Posted by & filed under Career Development, Congress, Inspiration, Opinion, Special Events.

Originally published on WordPress by Debra Thompson.

Posted December 3, 2020 by AFP Toronto

Last we left this story, in January 2019, I wrote about the role of pivoting and why it was so important to my career change. I shared my very first blog post and applied current state to my experience with kickboxing, where being able to pivot and not get punched was even more important. Proof of this post can be found here: https://taximom03.wordpress.com/2019/01/30/pivot-pivot-pivot/

Now, along with uncertain, unprecedented, social distancing, lockdown, speaking moistly, and trying times, the word pivot has become one of the words we will forever associate with the COVID-19 pandemic. None of us could have predicted what 2020 would be like and what we’re still living with now. I had no idea that a word I used to describe my story in 2019 would become an overused buzzword in 2020. I’d like to reconsider using the urban dictionary version, also popularized by a meme from the TV show Friends, in reference to moving, defined as “the precise way to bring a couch up a flight of stairs.”

As I embark on the next phase of my career journey into the fundraising world, it all feels the same, but different – and we do indeed need to pivot. Amy Davies, in her book, A Spark in the Dark, reminds us that we are all in a reorg world. She wonders, “how do you build a rewarding and meaningful career in an ever-changing landscape?” I doubt when she wrote this book, she was thinking the ever-changing landscape would be a pandemic! Yet her lessons apply, and I know many are updating their plan and career path as they deal with the changes this pandemic has brought. Everyone is dealing with something and doing their best as we rise to defeat this pandemic, despite the real fact this will have an effect on how we work and live for many years to come.

Personally, admittedly, like everyone at the moment, my mental health has taken a toll, and it is strange times indeed.

I signed up to attend my third AFP (Association of Fundraising Professionals) Greater Toronto Chapter Congress, held on November 23-25, 2020. In deciding to attend a virtual fundraising industry conference, I challenged myself to step out of my pandemic funk and take a more deliberate approach. Cringe if you will, but I pivoted, for just a moment. Appropriately called NOT Congress – the conference was billed as something new, different, and evolving! I signed up right away during the “early bird” registration and despite being overwhelmed with all things virtual, I was excited to attend again and I was confident AFP could pull it off.

As many of my friends, family, and colleagues have been doing, I have attended my share of virtual events this year. I’ve lost count of the number of virtual events I signed up for and attended, or those I didn’t attend, with well-intentioned plans of “watching the recording” later, which I rarely did. At one point, I stopped signing up and attending events because I was clearly “zoom-fatigued” – a self-diagnosis, but one that seems to be common during these times of pandemic life.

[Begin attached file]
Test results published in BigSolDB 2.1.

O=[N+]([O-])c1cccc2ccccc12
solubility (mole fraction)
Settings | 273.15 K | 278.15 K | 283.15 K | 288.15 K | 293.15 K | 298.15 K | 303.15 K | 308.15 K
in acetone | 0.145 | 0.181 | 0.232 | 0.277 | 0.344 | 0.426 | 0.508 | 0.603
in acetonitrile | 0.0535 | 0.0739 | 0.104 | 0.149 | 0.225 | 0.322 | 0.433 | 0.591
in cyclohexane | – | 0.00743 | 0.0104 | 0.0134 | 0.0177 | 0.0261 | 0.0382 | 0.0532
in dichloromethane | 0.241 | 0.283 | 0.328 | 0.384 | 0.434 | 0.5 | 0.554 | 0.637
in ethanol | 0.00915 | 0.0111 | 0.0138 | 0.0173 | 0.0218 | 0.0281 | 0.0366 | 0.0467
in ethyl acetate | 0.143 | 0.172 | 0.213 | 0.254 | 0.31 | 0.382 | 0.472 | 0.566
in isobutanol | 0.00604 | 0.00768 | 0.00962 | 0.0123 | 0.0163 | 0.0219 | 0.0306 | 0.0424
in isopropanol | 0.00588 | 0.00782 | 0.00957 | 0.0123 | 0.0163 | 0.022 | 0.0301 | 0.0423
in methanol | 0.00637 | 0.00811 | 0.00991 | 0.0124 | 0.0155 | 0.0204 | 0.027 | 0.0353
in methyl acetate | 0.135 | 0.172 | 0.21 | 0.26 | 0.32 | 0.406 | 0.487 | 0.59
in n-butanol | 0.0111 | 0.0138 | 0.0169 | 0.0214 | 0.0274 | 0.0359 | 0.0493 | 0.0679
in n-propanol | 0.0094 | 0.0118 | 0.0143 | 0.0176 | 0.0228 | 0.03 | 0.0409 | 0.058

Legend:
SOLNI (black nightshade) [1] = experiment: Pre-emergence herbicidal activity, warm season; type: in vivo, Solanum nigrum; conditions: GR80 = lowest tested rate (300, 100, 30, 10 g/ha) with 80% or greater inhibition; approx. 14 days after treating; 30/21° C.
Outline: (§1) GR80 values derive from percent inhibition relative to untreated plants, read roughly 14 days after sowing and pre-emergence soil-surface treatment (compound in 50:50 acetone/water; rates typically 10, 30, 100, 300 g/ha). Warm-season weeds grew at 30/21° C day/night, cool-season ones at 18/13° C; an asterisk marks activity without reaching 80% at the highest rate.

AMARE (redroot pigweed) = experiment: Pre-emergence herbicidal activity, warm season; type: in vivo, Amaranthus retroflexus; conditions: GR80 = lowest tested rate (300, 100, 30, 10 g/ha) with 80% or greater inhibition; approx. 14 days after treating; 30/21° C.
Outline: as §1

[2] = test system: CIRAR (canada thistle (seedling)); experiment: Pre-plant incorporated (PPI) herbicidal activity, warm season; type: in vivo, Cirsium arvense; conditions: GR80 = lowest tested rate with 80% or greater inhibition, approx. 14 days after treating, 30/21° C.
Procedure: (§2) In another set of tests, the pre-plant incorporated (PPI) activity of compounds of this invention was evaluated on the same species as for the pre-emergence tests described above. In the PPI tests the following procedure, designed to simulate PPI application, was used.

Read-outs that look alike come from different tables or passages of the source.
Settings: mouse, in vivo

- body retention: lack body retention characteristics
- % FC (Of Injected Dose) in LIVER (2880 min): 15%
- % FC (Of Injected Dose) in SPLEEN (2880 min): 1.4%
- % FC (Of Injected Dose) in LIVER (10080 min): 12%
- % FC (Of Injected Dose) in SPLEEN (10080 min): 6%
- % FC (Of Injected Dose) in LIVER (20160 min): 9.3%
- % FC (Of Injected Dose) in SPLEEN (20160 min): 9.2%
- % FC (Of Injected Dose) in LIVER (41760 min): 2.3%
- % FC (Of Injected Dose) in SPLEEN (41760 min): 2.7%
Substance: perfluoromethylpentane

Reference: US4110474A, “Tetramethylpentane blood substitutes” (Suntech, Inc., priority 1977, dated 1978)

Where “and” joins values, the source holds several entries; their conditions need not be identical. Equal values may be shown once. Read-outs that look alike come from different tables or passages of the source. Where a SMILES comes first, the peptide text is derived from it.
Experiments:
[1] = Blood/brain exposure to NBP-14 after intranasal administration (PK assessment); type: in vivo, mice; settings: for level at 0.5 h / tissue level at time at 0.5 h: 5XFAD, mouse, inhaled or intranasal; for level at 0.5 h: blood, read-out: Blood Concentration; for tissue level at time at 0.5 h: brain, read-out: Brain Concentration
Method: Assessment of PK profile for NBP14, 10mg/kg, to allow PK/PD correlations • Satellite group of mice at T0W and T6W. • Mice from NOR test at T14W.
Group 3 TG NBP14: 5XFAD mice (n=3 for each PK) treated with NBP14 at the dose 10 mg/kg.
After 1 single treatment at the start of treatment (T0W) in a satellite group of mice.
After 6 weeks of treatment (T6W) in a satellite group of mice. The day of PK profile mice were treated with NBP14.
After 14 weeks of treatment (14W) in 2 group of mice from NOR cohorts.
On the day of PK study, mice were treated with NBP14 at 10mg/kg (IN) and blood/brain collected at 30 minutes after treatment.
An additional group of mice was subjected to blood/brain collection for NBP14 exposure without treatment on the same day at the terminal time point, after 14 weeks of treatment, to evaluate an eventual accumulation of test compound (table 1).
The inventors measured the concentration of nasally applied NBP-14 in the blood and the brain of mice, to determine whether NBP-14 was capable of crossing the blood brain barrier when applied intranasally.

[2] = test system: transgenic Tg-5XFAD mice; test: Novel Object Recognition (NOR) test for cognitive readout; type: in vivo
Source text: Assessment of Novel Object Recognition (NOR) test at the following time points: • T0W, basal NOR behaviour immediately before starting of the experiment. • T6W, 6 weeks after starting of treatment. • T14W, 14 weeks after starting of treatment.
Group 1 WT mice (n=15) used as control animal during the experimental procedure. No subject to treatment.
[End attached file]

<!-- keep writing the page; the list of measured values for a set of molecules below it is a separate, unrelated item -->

I was also involved in producing three virtual events this year! All three were delivered to large audiences, with multiple speakers, engaged stakeholders, and high expectations from attendees. My “clipboard Deb” event mindset kicked-in and I was truly building the plane while flying it. I learned what it took to run a successful virtual event reliant not just on people and processes, but on technology and the internet! Having been behind the scenes for these events and knowing the next level team effort required to pull them off, I decided that I would be respectful of my fellow AFP colleagues. I would show up and be engaged and attentive. They were working hard to curate an event with top quality content showcasing the work of industry colleagues, and I owed it to them and myself to show up.

In 2018, I attended my very first Congress as a new fundraiser. Pre-conference prep for an in-person event involved determining accommodations, transportation, what to wear as well as planning the sessions I would attend. This time, I had two years of fundraising experience behind me, with lots to learn and a new lens and perspective. I had no commute and no wardrobe decisions to make. The #NotCongress team made my pre-planning easy and shipped a fantastic virtual swag bag to my home which included useful swag and an event notebook – a handy tool to help me plan my day and choose my sessions. I blocked my calendar and told family in my household that I was “attending an event” and that I’d be in my home office for most of the three days. I connected with other colleagues and friends in the sector to find out who would be there.

AFP rose to the task of creating an inspiring digital event in the era of “this is how we’ve always done it!” and it was a resounding success! This year, we’ve been asked to confront our privilege, and acknowledge our differences and collective experiences. AFP succeeded in helping 1,400 fundraisers from across Canada and around the world find our truth – and they did so in a way that was just right.

This event was incredible! It was well-organized and filled with thought provoking sessions, main plenary “breaks”, and a few fun events including a cooking class, bingo, and trivia. There were speed networking opportunities in breakout rooms where we were mentored and advised by members of the AFP-GTC Board of Directors. There were chances to network and laugh and chat. The speakers were authentic and genuine, and I was once again inspired by their sessions. I had virtual breakfasts and coffee with a few fundraising friends, and often “sat” with them as we participated in the same session by engaging on social media. I networked with new people via the attendee section of the platform. Many of the presenters used the chat feature to engage participants, and I often found I was in the same session as friends. All virtual, of course. During every session I was in awe of the dedication, wisdom, and passion of these fellow fundraisers.